[Haskell-cafe] Mystery of an Eq instance

Mike Meyer mwm at mired.org
Sat Sep 21 10:26:54 CEST 2013

On Sat, Sep 21, 2013 at 2:21 AM, Bardur Arantsson <spam at scientician.net>
> On 2013-09-21 06:16, Mike Meyer wrote:
> >  The single biggest gotcha is that two calculations
> > we expect to be equal often aren't. As a result of this, we warn
> > people not to do equality comparison on floats.
> The Eq instance for Float violates at least one expected law of Eq:
>   Prelude> let nan = 0/0
>   Prelude> nan == nan
>   False

Yeah, Nan's are a whole 'nother bucket of strange.

But if violating an expected law of a class is a reason to drop it as
an instance, consider:

Prelude> e > 0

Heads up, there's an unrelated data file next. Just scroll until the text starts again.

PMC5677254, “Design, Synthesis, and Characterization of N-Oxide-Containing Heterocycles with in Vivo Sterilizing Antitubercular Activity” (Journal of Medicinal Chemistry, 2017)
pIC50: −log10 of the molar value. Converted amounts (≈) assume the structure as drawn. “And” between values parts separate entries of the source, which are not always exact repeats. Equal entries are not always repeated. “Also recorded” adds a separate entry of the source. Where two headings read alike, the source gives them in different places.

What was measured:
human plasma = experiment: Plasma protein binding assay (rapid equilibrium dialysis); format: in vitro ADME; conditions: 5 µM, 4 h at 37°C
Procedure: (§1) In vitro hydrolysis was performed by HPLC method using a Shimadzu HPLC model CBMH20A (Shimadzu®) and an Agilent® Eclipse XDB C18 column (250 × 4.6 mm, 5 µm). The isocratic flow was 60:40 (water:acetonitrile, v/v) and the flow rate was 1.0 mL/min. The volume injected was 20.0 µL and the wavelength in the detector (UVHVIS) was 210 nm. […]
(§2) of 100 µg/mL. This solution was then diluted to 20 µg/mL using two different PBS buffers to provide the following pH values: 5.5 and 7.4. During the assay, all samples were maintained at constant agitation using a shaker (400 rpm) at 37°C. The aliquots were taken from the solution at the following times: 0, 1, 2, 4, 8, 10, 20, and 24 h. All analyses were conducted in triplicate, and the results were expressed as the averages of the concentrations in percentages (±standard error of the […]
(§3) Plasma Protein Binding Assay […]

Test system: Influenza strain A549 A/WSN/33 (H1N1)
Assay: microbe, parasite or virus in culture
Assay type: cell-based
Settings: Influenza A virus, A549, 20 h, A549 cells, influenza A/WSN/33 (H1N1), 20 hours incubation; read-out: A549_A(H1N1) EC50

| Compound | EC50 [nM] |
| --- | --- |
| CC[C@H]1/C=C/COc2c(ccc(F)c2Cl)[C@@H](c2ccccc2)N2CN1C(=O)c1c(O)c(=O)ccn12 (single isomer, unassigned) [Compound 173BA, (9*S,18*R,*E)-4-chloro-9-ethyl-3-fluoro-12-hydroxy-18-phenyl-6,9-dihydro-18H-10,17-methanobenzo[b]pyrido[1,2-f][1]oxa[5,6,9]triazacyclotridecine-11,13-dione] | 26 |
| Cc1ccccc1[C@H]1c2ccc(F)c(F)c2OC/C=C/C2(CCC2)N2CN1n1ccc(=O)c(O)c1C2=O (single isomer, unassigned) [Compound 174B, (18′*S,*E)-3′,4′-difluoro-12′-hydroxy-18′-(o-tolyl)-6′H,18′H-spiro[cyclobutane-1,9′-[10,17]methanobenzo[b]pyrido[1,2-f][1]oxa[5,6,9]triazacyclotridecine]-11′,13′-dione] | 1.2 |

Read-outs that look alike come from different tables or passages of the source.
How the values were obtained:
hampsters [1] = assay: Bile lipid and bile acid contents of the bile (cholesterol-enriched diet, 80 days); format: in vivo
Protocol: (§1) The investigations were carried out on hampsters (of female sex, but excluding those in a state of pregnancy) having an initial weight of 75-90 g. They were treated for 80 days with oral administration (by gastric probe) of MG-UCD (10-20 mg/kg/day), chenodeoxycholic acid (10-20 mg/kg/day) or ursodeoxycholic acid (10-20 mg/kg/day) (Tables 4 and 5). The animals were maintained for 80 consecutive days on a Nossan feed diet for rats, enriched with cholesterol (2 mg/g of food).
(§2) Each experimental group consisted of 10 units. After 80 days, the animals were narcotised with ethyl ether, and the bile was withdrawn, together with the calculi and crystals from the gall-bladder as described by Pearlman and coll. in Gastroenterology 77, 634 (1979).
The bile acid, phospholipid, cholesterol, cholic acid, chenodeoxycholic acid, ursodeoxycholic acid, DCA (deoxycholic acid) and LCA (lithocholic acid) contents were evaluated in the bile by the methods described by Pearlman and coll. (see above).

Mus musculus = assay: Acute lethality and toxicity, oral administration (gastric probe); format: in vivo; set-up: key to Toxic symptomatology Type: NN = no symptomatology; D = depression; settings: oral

Prelude> 1 + e > 1

Of course, values "not equal when you expect them to be" breaking
equality means that they also don't order the way you expect:

Prelude> e + e + 1 > 1 + e + e

So, should Float's also not be an instance of Ord?

I don't think you can turn IEEE 754 floats into a well-behaved numeric
type. A wrapper around a hardware type for people who want that
performance and can deal with its quirks should provide access to
as much of the types behavior as possible, and equality comparison
is part of IEEE 754 floats.

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